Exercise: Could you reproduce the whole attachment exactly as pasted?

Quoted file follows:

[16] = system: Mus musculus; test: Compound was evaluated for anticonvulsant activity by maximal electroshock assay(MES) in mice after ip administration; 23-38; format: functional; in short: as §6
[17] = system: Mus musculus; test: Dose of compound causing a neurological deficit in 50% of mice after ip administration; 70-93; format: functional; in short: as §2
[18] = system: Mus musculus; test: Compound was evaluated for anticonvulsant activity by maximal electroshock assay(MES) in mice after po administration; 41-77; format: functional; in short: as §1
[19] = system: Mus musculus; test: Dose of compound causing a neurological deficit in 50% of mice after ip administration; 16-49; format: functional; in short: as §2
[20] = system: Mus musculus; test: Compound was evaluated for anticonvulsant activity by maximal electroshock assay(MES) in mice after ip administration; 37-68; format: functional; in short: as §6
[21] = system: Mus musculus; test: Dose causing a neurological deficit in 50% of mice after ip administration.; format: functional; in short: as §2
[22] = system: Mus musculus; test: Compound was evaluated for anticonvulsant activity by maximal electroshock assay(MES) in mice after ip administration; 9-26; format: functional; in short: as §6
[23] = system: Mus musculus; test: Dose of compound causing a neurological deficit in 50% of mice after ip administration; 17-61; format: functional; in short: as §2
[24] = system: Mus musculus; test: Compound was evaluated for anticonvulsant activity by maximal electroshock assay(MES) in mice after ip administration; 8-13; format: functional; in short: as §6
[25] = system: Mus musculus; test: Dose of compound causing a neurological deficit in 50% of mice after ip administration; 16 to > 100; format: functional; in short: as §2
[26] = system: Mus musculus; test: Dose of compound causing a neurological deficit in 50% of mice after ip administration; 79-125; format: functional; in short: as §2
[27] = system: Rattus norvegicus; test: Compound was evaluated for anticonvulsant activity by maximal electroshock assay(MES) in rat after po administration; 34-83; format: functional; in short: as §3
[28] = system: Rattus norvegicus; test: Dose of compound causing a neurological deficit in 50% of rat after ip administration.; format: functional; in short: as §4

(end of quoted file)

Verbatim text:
[16] = system: Mus musculus; test: Compound was evaluated for anticonvulsant activity by maximal electroshock assay(MES) in mice after ip administration; 23-38; format: functional; in short: as §6
[17] = system: Mus musculus; test: Dose of compound causing a neurological deficit in 50% of mice after ip administration; 70-93; format: functional; in short: as §2
[18] = system: Mus musculus; test: Compound was evaluated for anticonvulsant activity by maximal electroshock assay(MES) in mice after po administration; 41-77; format: functional; in short: as §1
[19] = system: Mus musculus; test: Dose of compound causing a neurological deficit in 50% of mice after ip administration; 16-49; format: functional; in short: as §2
[20] = system: Mus musculus; test: Compound was evaluated for anticonvulsant activity by maximal electroshock assay(MES) in mice after ip administration; 37-68; format: functional; in short: as §6
[21] = system: Mus musculus; test: Dose causing a neurological deficit in 50% of mice after ip administration.; format: functional; in short: as §2
[22] = system: Mus musculus; test: Compound was evaluated for anticonvulsant activity by maximal electroshock assay(MES) in mice after ip administration; 9-26; format: functional; in short: as §6
[23] = system: Mus musculus; test: Dose of compound causing a neurological deficit in 50% of mice after ip administration; 17-61; format: functional; in short: as §2
[24] = system: Mus musculus; test: Compound was evaluated for anticonvulsant activity by maximal electroshock assay(MES) in mice after ip administration; 8-13; format: functional; in short: as §6
[25] = system: Mus musculus; test: Dose of compound causing a neurological deficit in 50% of mice after ip administration; 16 to > 100; format: functional; in short: as §2
[26] = system: Mus musculus; test: Dose of compound causing a neurological deficit in 50% of mice after ip administration; 79-125; format: functional; in short: as §2
[27] = system: Rattus norvegicus; test: Compound was evaluated for anticonvulsant activity by maximal electroshock assay(MES) in rat after po administration; 34-83; format: functional; in short: as §3
[28] = system: Rattus norvegicus; test: Dose of compound causing a neurological deficit in 50% of rat after ip administration.; format: functional; in short: as §4